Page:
Last night’s post was the blog equivalent of thinking aloud.
A quick summary then.
If we want a pro-life society we have to value motherhood as a vocation in and of itself.
Valuing motherhood should be an integral part of an authentic feminism, which promotes the fact that all other factors being equal, mothers are by far the best placed to be the primary carers for their children, even if they do need guidance at times.
We need employment legislation that compels employers to be creative with hours offered to mothers, a benefit system that does not penalise mothers who choose to stay home with their young children, as well as accessible child-care.
At the moment most women do not effectively have any economic choice as to whether or not to work if they have children. The expectation is that women will work, bring in an income and continue to do so whilst juggling the demands of a young family, which is a fair amount of pressure. Whilst fathers are getting better at being hands-on and relieving the pressure, the burden of birth and breast-feeding does not fall on their shoulders.
At present, a mother has to accept that unless she works, she and her children have to accept a substantially lower standard of living, not just doing without luxuries but in reality, struggling to afford the basics, regardless of whether or not she has a partner or husband. If a couple have children, the compromise is often a choice between living in a house/flat to accommodate children or whether the mother/father can stay home. Often there is no choice. The rising house prices have shafted everyone under 50 who doesn’t have a substantial inheritance or private income.
The answer is not to make men do more and make two people juggle the demands of work and children, but to re-gear society in order to give women some real choices, understanding that motherhood is not of secondary import, something to be relegated behind one’s duty to earn one’s keep and pay taxes.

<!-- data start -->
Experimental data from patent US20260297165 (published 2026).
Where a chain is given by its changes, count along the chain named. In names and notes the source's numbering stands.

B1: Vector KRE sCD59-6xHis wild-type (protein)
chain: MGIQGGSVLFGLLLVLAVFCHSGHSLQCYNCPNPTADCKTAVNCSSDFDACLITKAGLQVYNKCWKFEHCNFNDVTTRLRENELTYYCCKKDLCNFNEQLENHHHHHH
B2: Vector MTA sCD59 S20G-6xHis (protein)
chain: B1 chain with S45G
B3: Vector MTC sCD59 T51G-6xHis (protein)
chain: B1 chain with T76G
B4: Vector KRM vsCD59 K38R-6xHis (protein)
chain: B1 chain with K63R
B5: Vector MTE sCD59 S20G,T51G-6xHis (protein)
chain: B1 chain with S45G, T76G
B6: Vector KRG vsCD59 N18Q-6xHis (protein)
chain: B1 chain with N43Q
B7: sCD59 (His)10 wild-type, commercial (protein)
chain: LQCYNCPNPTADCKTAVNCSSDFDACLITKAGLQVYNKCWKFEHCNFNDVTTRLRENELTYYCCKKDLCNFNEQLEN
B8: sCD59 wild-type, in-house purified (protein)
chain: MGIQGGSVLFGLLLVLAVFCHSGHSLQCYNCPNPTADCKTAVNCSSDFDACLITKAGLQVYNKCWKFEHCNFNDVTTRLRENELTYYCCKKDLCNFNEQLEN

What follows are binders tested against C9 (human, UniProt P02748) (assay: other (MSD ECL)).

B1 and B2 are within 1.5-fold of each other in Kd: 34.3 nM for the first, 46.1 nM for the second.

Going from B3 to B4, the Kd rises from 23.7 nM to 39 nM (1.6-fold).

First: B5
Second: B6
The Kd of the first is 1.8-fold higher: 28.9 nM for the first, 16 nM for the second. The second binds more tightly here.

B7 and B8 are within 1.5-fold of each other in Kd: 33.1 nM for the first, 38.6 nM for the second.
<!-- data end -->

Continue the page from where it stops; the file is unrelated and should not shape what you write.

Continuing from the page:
The early feminists were right; women should not be forced to stay at home against their will, they are entitled to equal standards of education and equal opportunities in the workplace. But those pioneers who were passionate about women’s choices and freedoms and would be horrified to learn that the unintended consequences of their movement resulted in women being compelled to choose between their economic freedom and their ability to have children.
An authentic feminism should not compel a woman to work. An authentic feminism does not force a woman to abort her babies or limit the size of her family. An authentic feminism does not treat children as a barrier to equality, but rather encompasses and accepts them. An authentic feminism is pro-life; it values motherhood and does not treat babies as an encumbrance.
If we can get women to stop thinking of fertility as a problem and society to value and respect motherhood, if we can give women a real choice in terms of how they raise their children, then abortion will be a thing of the past and feminism can claim a real victory.